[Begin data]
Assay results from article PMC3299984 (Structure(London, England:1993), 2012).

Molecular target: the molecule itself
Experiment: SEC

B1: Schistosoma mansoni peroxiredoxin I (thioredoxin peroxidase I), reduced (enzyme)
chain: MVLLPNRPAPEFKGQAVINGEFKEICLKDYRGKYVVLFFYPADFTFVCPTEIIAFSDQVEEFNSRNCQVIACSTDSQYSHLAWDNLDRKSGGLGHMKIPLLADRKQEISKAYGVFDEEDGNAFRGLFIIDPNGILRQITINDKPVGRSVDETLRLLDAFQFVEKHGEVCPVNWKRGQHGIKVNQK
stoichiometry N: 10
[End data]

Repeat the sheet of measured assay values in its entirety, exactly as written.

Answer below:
Assay results from article PMC3299984 (Structure(London, England:1993), 2012).

Molecular target: the molecule itself
Experiment: SEC

B1: Schistosoma mansoni peroxiredoxin I (thioredoxin peroxidase I), reduced (enzyme)
chain: MVLLPNRPAPEFKGQAVINGEFKEICLKDYRGKYVVLFFYPADFTFVCPTEIIAFSDQVEEFNSRNCQVIACSTDSQYSHLAWDNLDRKSGGLGHMKIPLLADRKQEISKAYGVFDEEDGNAFRGLFIIDPNGILRQITINDKPVGRSVDETLRLLDAFQFVEKHGEVCPVNWKRGQHGIKVNQK
stoichiometry N: 10